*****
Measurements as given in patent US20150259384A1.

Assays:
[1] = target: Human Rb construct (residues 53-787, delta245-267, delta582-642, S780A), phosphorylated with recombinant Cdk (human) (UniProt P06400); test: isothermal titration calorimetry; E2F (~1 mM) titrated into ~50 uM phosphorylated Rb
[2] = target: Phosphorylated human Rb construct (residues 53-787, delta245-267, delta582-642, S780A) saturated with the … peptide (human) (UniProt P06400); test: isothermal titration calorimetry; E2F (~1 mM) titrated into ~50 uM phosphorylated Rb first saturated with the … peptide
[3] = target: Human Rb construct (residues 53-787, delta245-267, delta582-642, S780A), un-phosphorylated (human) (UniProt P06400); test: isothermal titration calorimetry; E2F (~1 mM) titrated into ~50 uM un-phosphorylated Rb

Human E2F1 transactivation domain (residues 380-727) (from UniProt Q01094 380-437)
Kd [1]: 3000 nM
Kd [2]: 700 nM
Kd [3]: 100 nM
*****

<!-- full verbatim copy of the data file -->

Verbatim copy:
Measurements as given in patent US20150259384A1.

Assays:
[1] = target: Human Rb construct (residues 53-787, delta245-267, delta582-642, S780A), phosphorylated with recombinant Cdk (human) (UniProt P06400); test: isothermal titration calorimetry; E2F (~1 mM) titrated into ~50 uM phosphorylated Rb
[2] = target: Phosphorylated human Rb construct (residues 53-787, delta245-267, delta582-642, S780A) saturated with the … peptide (human) (UniProt P06400); test: isothermal titration calorimetry; E2F (~1 mM) titrated into ~50 uM phosphorylated Rb first saturated with the … peptide
[3] = target: Human Rb construct (residues 53-787, delta245-267, delta582-642, S780A), un-phosphorylated (human) (UniProt P06400); test: isothermal titration calorimetry; E2F (~1 mM) titrated into ~50 uM un-phosphorylated Rb

Human E2F1 transactivation domain (residues 380-727) (from UniProt Q01094 380-437)
Kd [1]: 3000 nM
Kd [2]: 700 nM
Kd [3]: 100 nM